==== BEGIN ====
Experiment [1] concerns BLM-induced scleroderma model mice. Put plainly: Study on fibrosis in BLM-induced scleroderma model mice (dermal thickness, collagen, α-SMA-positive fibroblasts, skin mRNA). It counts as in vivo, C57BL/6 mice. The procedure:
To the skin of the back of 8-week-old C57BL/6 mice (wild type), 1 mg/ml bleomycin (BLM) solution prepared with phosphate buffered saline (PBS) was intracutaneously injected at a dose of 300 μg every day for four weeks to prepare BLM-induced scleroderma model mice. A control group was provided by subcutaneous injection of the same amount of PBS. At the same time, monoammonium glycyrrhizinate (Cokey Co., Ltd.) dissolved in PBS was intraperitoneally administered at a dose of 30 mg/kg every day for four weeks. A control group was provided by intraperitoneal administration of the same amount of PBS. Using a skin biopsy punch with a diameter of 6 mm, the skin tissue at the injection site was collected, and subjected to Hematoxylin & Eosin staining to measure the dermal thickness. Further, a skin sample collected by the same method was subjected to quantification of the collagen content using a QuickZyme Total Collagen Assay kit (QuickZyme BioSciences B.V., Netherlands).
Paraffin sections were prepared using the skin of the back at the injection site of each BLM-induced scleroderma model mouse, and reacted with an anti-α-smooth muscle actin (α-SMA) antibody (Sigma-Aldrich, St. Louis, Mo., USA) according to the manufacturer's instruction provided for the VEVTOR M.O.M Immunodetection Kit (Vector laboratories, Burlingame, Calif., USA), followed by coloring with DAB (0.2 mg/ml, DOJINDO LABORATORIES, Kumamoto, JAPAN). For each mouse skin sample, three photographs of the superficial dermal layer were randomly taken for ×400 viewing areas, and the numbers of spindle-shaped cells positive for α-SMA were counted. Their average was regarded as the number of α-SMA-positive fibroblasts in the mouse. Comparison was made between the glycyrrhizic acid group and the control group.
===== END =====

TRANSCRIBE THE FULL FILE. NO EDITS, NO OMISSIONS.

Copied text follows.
Experiment [1] concerns BLM-induced scleroderma model mice. Put plainly: Study on fibrosis in BLM-induced scleroderma model mice (dermal thickness, collagen, α-SMA-positive fibroblasts, skin mRNA). It counts as in vivo, C57BL/6 mice. The procedure:
To the skin of the back of 8-week-old C57BL/6 mice (wild type), 1 mg/ml bleomycin (BLM) solution prepared with phosphate buffered saline (PBS) was intracutaneously injected at a dose of 300 μg every day for four weeks to prepare BLM-induced scleroderma model mice. A control group was provided by subcutaneous injection of the same amount of PBS. At the same time, monoammonium glycyrrhizinate (Cokey Co., Ltd.) dissolved in PBS was intraperitoneally administered at a dose of 30 mg/kg every day for four weeks. A control group was provided by intraperitoneal administration of the same amount of PBS. Using a skin biopsy punch with a diameter of 6 mm, the skin tissue at the injection site was collected, and subjected to Hematoxylin & Eosin staining to measure the dermal thickness. Further, a skin sample collected by the same method was subjected to quantification of the collagen content using a QuickZyme Total Collagen Assay kit (QuickZyme BioSciences B.V., Netherlands).
Paraffin sections were prepared using the skin of the back at the injection site of each BLM-induced scleroderma model mouse, and reacted with an anti-α-smooth muscle actin (α-SMA) antibody (Sigma-Aldrich, St. Louis, Mo., USA) according to the manufacturer's instruction provided for the VEVTOR M.O.M Immunodetection Kit (Vector laboratories, Burlingame, Calif., USA), followed by coloring with DAB (0.2 mg/ml, DOJINDO LABORATORIES, Kumamoto, JAPAN). For each mouse skin sample, three photographs of the superficial dermal layer were randomly taken for ×400 viewing areas, and the numbers of spindle-shaped cells positive for α-SMA were counted. Their average was regarded as the number of α-SMA-positive fibroblasts in the mouse. Comparison was made between the glycyrrhizic acid group and the control group.